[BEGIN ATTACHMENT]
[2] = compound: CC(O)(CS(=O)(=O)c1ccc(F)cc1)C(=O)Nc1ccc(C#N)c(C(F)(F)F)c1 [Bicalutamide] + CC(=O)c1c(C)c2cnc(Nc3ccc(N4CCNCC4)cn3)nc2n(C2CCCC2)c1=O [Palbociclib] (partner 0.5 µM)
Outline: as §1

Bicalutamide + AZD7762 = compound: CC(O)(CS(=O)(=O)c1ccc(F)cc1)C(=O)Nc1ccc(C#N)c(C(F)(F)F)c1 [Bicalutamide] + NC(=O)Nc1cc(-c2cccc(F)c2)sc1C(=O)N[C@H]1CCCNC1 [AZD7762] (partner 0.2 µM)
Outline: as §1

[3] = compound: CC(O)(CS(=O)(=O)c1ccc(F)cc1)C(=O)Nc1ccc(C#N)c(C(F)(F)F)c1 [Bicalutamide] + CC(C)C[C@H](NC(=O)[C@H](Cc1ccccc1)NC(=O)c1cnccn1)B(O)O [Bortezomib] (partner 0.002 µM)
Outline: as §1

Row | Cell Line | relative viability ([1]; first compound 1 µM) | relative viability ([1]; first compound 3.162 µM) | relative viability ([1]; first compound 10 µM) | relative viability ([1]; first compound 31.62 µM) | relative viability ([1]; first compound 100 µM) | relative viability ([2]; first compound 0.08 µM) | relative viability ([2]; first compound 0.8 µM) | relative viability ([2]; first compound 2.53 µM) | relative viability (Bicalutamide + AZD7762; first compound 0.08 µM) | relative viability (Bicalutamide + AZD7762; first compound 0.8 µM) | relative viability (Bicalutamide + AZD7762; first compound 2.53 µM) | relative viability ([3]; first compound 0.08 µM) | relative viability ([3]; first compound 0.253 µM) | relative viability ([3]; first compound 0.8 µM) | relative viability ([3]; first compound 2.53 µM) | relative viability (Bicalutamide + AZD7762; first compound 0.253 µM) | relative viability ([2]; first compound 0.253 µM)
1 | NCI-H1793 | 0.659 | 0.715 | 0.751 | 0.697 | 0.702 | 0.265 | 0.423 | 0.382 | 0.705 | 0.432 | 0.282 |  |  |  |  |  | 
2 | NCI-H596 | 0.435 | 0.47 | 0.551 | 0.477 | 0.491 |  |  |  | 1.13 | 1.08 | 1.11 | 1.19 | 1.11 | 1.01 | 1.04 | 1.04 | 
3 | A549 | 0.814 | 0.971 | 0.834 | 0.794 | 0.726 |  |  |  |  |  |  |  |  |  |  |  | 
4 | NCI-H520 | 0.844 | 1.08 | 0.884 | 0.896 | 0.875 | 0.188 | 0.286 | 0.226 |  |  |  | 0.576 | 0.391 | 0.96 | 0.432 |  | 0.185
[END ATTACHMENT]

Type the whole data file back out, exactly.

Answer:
[2] = compound: CC(O)(CS(=O)(=O)c1ccc(F)cc1)C(=O)Nc1ccc(C#N)c(C(F)(F)F)c1 [Bicalutamide] + CC(=O)c1c(C)c2cnc(Nc3ccc(N4CCNCC4)cn3)nc2n(C2CCCC2)c1=O [Palbociclib] (partner 0.5 µM)
Outline: as §1

Bicalutamide + AZD7762 = compound: CC(O)(CS(=O)(=O)c1ccc(F)cc1)C(=O)Nc1ccc(C#N)c(C(F)(F)F)c1 [Bicalutamide] + NC(=O)Nc1cc(-c2cccc(F)c2)sc1C(=O)N[C@H]1CCCNC1 [AZD7762] (partner 0.2 µM)
Outline: as §1

[3] = compound: CC(O)(CS(=O)(=O)c1ccc(F)cc1)C(=O)Nc1ccc(C#N)c(C(F)(F)F)c1 [Bicalutamide] + CC(C)C[C@H](NC(=O)[C@H](Cc1ccccc1)NC(=O)c1cnccn1)B(O)O [Bortezomib] (partner 0.002 µM)
Outline: as §1

Row | Cell Line | relative viability ([1]; first compound 1 µM) | relative viability ([1]; first compound 3.162 µM) | relative viability ([1]; first compound 10 µM) | relative viability ([1]; first compound 31.62 µM) | relative viability ([1]; first compound 100 µM) | relative viability ([2]; first compound 0.08 µM) | relative viability ([2]; first compound 0.8 µM) | relative viability ([2]; first compound 2.53 µM) | relative viability (Bicalutamide + AZD7762; first compound 0.08 µM) | relative viability (Bicalutamide + AZD7762; first compound 0.8 µM) | relative viability (Bicalutamide + AZD7762; first compound 2.53 µM) | relative viability ([3]; first compound 0.08 µM) | relative viability ([3]; first compound 0.253 µM) | relative viability ([3]; first compound 0.8 µM) | relative viability ([3]; first compound 2.53 µM) | relative viability (Bicalutamide + AZD7762; first compound 0.253 µM) | relative viability ([2]; first compound 0.253 µM)
1 | NCI-H1793 | 0.659 | 0.715 | 0.751 | 0.697 | 0.702 | 0.265 | 0.423 | 0.382 | 0.705 | 0.432 | 0.282 |  |  |  |  |  | 
2 | NCI-H596 | 0.435 | 0.47 | 0.551 | 0.477 | 0.491 |  |  |  | 1.13 | 1.08 | 1.11 | 1.19 | 1.11 | 1.01 | 1.04 | 1.04 | 
3 | A549 | 0.814 | 0.971 | 0.834 | 0.794 | 0.726 |  |  |  |  |  |  |  |  |  |  |  | 
4 | NCI-H520 | 0.844 | 1.08 | 0.884 | 0.896 | 0.875 | 0.188 | 0.286 | 0.226 |  |  |  | 0.576 | 0.391 | 0.96 | 0.432 |  | 0.185